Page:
Can Vaginal Microbiome Imbalance Reduce Fertility Success?
For the millions of women who hope to conceive a child but cannot, a recently published study may shed some light on vaginal microbiome composition and pregnancy outcomes.
Microbiological factors account for a large proportion of infertility, but attention has mainly focused on pathogenesis and infection caused by pathogens.
Since microbiological factors account for a large proportion of known infertility, it is important to recognize microbiologically induced infertility under NON-inflammatory conditions.
The Role of Vaginal Microbiome in Fertility
The vaginal microbiome plays a crucial role in maintaining reproductive health and fertility. It is known the vaginal microbiome in pregnancy plays an important role in both maternal and neonatal health outcomes. Pregnancy is accompanied by a shift in the bacterial community structure of the vagina to a composition that is typically dominated by one or two species of Lactobacillus.
These good bacteria are believed to prevent bacteria growth through the secretion of antibacterial bacteriocins and the production of metabolites such as lactic acid that help maintain a low, hostile pH.
Invasion of pathogens can impair fertility by directly decreasing the motion and vitality of sperm or indirectly by inducing organic injuries to the reproductive system. An imbalance of the vaginal microbiome is also associated with pregnancy complications, particularly an increased risk of preterm birth.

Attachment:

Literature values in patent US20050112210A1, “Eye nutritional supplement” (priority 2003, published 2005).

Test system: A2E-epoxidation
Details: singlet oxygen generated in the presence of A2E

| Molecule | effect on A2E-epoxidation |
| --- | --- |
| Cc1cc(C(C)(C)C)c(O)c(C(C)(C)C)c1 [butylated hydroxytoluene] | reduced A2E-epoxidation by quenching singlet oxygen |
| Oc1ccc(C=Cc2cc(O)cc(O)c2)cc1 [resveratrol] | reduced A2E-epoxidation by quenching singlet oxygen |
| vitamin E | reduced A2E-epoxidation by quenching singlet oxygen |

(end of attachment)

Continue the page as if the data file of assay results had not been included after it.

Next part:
Beyond Infection: The Non-Inflammatory Role of Microbes in Infertility
When discussing microbiological infertility, we often think of infections and inflammation caused by harmful pathogens. However, recent research has shown that the vaginal microbiome can influence fertility even without apparent inflammation. This is often due to an imbalance in the normal beneficial bacteria, leading to a condition known as bacterial vaginosis, which can negatively impact the reproductive system and fertility.
What constitutes a “healthy” vaginal microbiome?
What probiotics promote an optimal microbial environment for fertility and the health and survival of the next generation?
Lactobacillus are common bacteria in the vaginal tract of healthy females. A high Lactobacillus load can enhance the vitality of sperm in the male genital tract and stabilize the microenvironment of the female genital tract. These probiotic effects ultimately result in a positive effect on fertility (Rowe et al., 2020). However, the adherent effect of genital Lactobacilli can also induce a sperm impairment effect when there is a high bacterial load.
Role of Cervix
According to Jennifer M. Fettweis et al. (2011) at Virginia Commonwealth University, “the cervix serves a pivotal role as a gatekeeper to protect the upper genital tract from microbial invasion and subsequent reproductive pathology. Microorganisms that cross this barrier can cause preterm labor, pelvic inflammatory disease, and other gynecologic and reproductive disorders. Homeostasis of the microbiome in the vagina and ectocervix is paramount in reproductive health.”
Clearly, understanding and promoting the health of the vaginal microbiome can help protect and promote a more fertile environment.
Using Lactobacillus treatment instead of direct antimicrobial therapies to restore a healthy vaginal microbiome may promote fertility.
Testing the vaginal microbiome has been found helpful for diagnosing abnormal vaginal microbiota.